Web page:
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Surge of fake doctors in South Africa a cause for concern

‘“Dr Matthew Lani” has been arrested.

‘“Dr Matthew Lani” has been arrested.

Published Oct 31, 2023


The arrest of a TikTok influencer who called himself Dr Matthew Lani and regularly shared medical advice on social media has placed the spotlight on the emergence of fake doctors in South Africa as a cause for concern.

Lani was arrested at the weekend after claiming to be a graduate of Wits Medical School and an employee of Helen Joseph Hospital in Johannesburg, gaining unfettered access to the facility.

Thebe Matlhaku, Senior Underwriter for Medical Malpractice at ITOO Special Risks, says over the past three years, 124 fake medical doctors have been arrested around the country as a result of a campaign led by the HPSCA and the police, with 55 of the apprehensions taking place during the past 24 months.

“The emergence of the large number of unregistered or bogus doctors practising medicine in South Africa is alarming, and this type of conduct is putting the health of the public at risk.

“It is therefore encouraging that authorities are bringing these people to book, as they are playing with people’s lives and well-being,” said Matlhaku.

He points out that, in addition to possible criminal charges, there are serious ramifications for individuals posing as medical practitioners, as Section 40 of the Health Professions Act imposes hefty penalties on a medical practitioner who is unregistered in respect of any health profession but pretends to be so.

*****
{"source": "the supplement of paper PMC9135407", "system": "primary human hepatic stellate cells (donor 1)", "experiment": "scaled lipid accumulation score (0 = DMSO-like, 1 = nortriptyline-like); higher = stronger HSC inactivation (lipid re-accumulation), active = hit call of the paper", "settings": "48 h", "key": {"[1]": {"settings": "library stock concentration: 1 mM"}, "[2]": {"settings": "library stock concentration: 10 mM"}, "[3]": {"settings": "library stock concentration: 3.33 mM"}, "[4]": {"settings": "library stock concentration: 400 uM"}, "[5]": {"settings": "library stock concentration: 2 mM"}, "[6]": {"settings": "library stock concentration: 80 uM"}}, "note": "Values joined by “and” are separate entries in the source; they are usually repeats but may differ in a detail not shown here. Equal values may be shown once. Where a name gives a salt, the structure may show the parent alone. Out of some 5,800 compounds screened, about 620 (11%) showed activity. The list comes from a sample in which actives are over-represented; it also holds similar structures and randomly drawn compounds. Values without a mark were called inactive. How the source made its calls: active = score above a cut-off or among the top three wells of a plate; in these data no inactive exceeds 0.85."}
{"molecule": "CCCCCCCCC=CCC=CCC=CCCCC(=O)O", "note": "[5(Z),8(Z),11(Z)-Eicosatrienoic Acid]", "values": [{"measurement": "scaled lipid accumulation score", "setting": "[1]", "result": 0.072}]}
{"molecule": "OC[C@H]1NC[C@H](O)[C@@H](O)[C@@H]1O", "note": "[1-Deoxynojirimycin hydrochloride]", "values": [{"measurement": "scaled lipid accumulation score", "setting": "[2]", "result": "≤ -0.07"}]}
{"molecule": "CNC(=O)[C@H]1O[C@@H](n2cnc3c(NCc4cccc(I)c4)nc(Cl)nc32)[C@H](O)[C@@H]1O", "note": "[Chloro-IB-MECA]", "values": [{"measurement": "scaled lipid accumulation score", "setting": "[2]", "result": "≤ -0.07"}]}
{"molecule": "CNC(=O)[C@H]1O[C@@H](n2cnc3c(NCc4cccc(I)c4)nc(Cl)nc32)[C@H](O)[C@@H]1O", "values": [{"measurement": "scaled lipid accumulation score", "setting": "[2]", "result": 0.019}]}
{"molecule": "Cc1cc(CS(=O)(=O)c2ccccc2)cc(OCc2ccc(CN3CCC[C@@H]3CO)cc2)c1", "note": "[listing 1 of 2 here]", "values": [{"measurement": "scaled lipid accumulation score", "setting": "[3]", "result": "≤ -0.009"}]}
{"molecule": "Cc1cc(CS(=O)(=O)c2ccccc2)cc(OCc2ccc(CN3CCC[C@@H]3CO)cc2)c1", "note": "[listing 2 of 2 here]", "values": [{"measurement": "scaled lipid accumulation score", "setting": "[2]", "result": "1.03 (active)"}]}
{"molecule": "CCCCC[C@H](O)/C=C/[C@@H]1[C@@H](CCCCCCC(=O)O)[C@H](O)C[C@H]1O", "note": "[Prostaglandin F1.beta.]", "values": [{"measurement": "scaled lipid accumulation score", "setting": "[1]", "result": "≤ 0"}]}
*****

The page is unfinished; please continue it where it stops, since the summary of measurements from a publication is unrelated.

“There are some red flags that patients can look out for.

“For example, unregistered or fake doctors typically evade the system by working in cities and in the private sector, where they are not easily detected. Often, they will either only accept cash payments or work in the practice of a registered doctor,” he says.

“These individuals must be exposed and prevented from practising before they do serious harm. Unfortunately, bogus doctors operate without the necessary qualifications, registrations and ethical standards and can potentially cause very serious harm through misdiagnosis, inappropriate treatments and unregulated procedures.”

Cape Times